Contested primaries can give decisive edge

Former Nassau County Executive Thomas Suozzi speaks about

Former Nassau County Executive Thomas Suozzi speaks about issues as he announced he is running for county executive at his office in Uniondale. (Feb. 14, 2013) (Credit: Howard Schnapp)

Rick Brand

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Nassau Republican chairman Joe Mondello is chortling over the prospect of an expensive Democratic county executive primary while his Democratic counterpart Jay Jacobs is looking to clear the field for the comeback bid of Thomas Suozzi.

But history shows that contested countywide primaries aren't always bad things, and that most winners have gone on to win the general election. Over the years, six of eight winners in Nassau and Suffolk have gone to victory in November.

No one should know that better than Suozzi. Suozzi vaulted to victory in his first campaign for Nassau County executive in 2001 after dispatching then-Assemb. Thomas DiNapoli, now the state comptroller, in a Democratic primary.


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In the Democratic primary in the Suffolk County executive's race in 2003, then-Assemb. Steve Levy beat William Cunningham, Suozzi's former top deputy whom Suozzi had backed strongly in a move to create an Islandwide power base for himself.

The primary win gave Levy much-needed credibility, helped his fundraising and gave him momentum against then-County Clerk Edward P. Romaine, now Brookhaven supervisor. Levy won though Romaine had the GOP, conservative, Independence and even the Working Families Party lines on the ballot.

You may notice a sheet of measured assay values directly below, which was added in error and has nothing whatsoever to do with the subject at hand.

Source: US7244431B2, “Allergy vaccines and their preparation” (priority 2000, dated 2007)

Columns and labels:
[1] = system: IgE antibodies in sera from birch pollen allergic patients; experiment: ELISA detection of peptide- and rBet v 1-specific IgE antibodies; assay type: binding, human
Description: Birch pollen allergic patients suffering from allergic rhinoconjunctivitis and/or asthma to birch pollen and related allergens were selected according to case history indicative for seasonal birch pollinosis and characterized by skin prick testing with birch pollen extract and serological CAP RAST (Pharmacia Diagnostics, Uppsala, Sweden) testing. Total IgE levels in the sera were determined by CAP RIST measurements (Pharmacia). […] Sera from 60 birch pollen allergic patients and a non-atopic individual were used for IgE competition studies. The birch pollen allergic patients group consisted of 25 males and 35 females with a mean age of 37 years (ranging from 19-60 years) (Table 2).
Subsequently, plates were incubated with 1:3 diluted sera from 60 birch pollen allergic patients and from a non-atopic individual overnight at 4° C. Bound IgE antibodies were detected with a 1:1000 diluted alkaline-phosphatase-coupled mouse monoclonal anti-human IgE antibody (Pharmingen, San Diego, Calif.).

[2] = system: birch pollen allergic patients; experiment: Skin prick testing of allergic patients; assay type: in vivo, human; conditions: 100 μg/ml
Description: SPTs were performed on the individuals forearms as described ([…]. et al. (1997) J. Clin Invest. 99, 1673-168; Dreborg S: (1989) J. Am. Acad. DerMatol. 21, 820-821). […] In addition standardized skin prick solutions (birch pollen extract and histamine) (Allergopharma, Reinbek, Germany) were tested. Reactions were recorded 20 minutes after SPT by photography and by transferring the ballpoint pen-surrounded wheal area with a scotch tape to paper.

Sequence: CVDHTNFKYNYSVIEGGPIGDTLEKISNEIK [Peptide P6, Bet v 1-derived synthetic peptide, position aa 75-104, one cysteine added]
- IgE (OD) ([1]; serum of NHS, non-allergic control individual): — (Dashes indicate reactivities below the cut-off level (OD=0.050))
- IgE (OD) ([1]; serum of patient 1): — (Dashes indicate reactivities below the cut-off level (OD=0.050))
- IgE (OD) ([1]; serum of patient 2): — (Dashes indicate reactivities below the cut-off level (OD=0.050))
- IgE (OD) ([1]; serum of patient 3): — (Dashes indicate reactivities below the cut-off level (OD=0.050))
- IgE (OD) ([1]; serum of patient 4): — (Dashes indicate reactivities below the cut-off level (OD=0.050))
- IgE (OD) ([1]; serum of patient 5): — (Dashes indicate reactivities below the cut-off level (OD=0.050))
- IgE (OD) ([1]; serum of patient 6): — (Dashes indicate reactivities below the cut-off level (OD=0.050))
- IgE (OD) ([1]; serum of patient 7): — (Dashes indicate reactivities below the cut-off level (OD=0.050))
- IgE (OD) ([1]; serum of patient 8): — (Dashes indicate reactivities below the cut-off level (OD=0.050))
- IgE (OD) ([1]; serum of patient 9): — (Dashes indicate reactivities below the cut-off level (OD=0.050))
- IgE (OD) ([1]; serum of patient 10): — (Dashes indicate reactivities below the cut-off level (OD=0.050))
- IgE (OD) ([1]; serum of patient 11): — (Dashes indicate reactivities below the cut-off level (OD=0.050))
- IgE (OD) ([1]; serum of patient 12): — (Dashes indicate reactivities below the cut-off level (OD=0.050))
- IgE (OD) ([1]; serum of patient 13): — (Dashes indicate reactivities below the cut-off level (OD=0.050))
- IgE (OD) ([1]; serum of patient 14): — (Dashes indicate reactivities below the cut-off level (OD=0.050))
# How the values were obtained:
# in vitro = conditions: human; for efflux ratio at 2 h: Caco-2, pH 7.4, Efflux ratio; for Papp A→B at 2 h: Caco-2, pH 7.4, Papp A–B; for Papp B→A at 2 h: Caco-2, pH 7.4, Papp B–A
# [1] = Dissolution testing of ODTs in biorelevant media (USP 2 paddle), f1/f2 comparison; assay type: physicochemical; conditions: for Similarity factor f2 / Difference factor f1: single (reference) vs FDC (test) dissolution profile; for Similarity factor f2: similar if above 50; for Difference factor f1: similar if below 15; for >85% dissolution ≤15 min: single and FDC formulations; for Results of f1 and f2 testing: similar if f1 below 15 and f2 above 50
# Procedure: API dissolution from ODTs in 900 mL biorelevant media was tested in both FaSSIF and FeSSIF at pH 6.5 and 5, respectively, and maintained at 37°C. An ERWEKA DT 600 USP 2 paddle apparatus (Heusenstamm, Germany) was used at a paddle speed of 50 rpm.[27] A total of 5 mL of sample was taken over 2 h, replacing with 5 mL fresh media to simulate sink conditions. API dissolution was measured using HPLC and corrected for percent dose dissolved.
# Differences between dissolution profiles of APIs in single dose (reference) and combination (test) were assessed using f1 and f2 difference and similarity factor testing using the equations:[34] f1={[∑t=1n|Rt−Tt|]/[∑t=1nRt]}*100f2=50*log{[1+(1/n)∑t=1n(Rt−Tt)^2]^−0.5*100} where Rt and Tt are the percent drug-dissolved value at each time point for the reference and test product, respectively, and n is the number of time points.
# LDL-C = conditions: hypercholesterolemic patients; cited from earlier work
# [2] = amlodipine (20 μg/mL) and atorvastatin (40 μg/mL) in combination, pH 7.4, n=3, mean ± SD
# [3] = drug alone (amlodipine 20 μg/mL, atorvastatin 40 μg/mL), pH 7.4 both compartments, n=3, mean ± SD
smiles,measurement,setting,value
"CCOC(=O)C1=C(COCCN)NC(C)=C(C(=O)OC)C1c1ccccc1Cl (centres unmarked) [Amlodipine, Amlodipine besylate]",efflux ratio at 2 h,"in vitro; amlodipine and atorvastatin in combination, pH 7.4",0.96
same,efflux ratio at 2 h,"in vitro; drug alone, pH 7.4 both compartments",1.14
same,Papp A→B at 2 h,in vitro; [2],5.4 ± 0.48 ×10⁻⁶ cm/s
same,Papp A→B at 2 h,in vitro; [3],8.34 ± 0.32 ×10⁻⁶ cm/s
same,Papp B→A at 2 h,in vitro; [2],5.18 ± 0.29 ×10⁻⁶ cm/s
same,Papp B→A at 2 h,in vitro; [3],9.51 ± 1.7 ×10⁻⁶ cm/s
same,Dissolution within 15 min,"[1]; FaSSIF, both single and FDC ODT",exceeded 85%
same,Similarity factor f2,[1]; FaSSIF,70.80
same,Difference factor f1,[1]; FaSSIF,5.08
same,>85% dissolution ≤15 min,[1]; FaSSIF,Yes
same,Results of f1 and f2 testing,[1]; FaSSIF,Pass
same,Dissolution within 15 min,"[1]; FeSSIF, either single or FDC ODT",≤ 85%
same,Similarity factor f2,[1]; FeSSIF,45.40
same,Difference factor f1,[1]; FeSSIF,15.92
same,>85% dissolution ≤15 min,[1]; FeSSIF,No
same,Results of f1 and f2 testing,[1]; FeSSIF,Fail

"There was a real question whether I could raise money and win on a larger scale than my own district where I could knock on doors," Levy recalled. "When I won by a 2-1 margin, those issues were put to bed and it gave me a huge boost in credibility and more money came our way."

Even former North Hempstead Supervisor Ben Zwirn, who narrowly lost his bid for Nassau County executive in 1993, credits his primary victory over Richard Kessel, former chairman and chief executive of the Long Island Power Authority, for making his race against then-GOP incumbent Thomas Gulotta so close.

"You get to campaign all summer and you get coverage that you would never get if there wasn't a primary and that lets you frame the debate," Zwirn said. "It gives you a head start and a big bump, if you win." Gulotta, the incumbent, held on with just 51 percent of the vote.

The potential downside of primaries is that contenders within the same party rip each other -- in effect, helping their outside foes.

In 1987, Suffolk's Republican Comptroller Joseph Caputo went on the attack against acting County Executive Michael LoGrande, who easily won the GOP primary but later lost to the aggressive campaign of Assemb. Patrick Halpin.

Halpin said Caputo's primary attacks on LoGrande gave ammunition to his own broadsides. "It's easy to discard an attack when if comes from the opposition party, but it's harder to dismiss when it comes from someone within," Halpin said. "When Joe Caputo joined in, it was just fine with me."

But primaries are not contests about who has the broadest popular support but who has the ability to bring out more supporters from within party ranks. That could hurt an outsider like Adam Haber, a Democratic candidate in this year's Nassau executive's race whose ties to the party are not as solid as Suozzi's or those of North Hempstead Supervisor Jon Kaiman, who is exploring a run.

Smithtown Supervisor Patrick Vecchio tried to challenge party choice Robert Gaffney in a GOP county executive primary in 1991, but lost because he came from Suffolk's smallest western town.

Islip Supervisor Peter Fox Cohalan challenged GOP incumbent John V.N. Klein in a party primary in 1979, though he also had the backing of the powerful Islip and Babylon GOP.

Both organizations also were mired in the Southwest sewer scandal, which involved cost overruns, delays and which ultimately led to criminal convictions. But by winning the primary, Cohalan stole the sewer issue from the late Legis. Martin Feldman (D-Dix Hills), who led a county probe into the scandal.

"Marty thought he could take John Klein," recalled Eric Kopp, a Cohalan aide and later a chief deputy county executive under Gaffney. "But after the primary, it was all over for him. He had no issue."